The trustees of the world's oldest powerboat racing prize, the British International Harmsworth Trophy, have agreed to it being linked with the Honda Cowes Classic Offshore Powerboat Festival of Speed on August 22-25

The trustees of the world’s oldest powerboat racing prize, the British International Harmsworth Trophy, have agreed to it being linked with the Honda Cowes Classic Offshore Powerboat Festival of Speed on August 22-25.

Commissioned by Sir Alfred Harmsworth and first presented in 1903, it is now considered the powerboating equivalent of the America’s Cup. With its centenary in 2003, the contest is certain to attract contestants from Europe, Australia and particularly America where the Harmsworth is held in high regard.

The trophy was originally presented as ‘an effect means of bringing marine engine and hull design to a state of perfection’. At that time benefactors were trying to encourage mechanical perfection in all areas as a matter of national pride. Aviation saw the Schneider Trophy, trans-Atlantic travel the Blue Riband, yachting the America’s Cup with enthusiasts of the day spending fortunes seeking success. The Harmsworth Trophy was no exception.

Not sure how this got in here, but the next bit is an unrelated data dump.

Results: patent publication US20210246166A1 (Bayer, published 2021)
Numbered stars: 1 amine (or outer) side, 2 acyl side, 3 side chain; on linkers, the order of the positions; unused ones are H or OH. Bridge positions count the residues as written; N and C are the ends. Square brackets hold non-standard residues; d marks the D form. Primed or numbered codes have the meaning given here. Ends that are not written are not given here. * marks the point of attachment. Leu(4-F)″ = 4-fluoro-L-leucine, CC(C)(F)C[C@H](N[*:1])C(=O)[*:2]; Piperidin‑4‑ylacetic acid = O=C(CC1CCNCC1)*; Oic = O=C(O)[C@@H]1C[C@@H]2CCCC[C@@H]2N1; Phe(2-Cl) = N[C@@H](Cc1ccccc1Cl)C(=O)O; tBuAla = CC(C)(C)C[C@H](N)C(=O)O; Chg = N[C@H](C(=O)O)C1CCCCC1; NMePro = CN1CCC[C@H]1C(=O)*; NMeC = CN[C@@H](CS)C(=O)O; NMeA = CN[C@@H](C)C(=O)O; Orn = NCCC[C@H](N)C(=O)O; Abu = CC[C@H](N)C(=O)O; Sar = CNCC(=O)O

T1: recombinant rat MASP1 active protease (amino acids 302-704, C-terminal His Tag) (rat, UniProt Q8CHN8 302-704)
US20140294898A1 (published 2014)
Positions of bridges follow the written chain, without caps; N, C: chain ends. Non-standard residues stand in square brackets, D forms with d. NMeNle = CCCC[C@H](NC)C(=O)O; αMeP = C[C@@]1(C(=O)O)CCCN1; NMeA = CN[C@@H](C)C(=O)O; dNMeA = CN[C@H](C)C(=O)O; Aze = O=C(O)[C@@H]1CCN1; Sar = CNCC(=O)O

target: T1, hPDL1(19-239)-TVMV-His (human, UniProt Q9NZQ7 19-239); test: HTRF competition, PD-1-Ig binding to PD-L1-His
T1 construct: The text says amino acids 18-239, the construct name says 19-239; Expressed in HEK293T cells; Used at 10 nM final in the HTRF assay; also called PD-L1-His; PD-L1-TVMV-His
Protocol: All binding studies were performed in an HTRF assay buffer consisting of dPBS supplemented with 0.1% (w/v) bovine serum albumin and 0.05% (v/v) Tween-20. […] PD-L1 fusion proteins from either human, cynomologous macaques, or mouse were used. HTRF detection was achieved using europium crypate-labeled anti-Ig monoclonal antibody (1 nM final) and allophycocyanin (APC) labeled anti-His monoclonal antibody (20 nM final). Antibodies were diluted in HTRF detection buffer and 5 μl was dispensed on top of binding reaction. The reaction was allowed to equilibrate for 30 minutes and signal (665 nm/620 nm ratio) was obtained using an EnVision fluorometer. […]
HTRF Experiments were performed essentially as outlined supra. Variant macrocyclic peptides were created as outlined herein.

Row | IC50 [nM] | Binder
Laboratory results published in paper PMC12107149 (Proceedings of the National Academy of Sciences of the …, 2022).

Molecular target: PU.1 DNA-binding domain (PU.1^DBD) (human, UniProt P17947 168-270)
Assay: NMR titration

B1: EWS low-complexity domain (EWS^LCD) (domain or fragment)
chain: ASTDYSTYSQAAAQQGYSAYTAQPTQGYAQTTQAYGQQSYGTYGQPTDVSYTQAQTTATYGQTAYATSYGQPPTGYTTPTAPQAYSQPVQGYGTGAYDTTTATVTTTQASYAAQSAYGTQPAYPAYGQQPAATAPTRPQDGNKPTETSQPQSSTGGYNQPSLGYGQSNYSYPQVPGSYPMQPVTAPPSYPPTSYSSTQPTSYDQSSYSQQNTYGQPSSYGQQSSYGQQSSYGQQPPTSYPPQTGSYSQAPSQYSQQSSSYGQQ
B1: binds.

The first race, organised by the Royal Cork YC, took place over an 8.5-mile course. It was won by a steel-hulled racer owned by Selwyn Francis Edge and powered by a 75hp Napier.

The Harmsworth quickly became the province of international competition with France and the United States taking part the following year. The trophy went back and forth with Britain notching up the greatest number of wins prior the outbreak of WW1 in 1914. Between the wars however the trophy spent most of its time in the United States in the hands of world water speed record holder, Garfield Wood.

Due to enormous costs and a change in powerboat competition it ceased to be a two-boat ‘winner take all’ contest between defender and challenger in 1950. Hence the contest has since altered considerably. Latterly in competitions for offshore and circuit boats the trophy has been won by Michael Doxford (GB), Stefano Casiraghi (MON), Jonathon Jones (GB), Billy Seebold (USA), Andreas Ove Ugland (NOR) and Hannes Bohinc (AUT) but in truth a permanent home has not been found for the Harmsworth until now.

From 2002 it will be presented to the nation fielding the fastest Endurance monohull in a series that pits man and machine against the ocean in a true test of seamanship, class of boat and where innovation is likely to be represented in tomorrow’s domestic motor cruiser.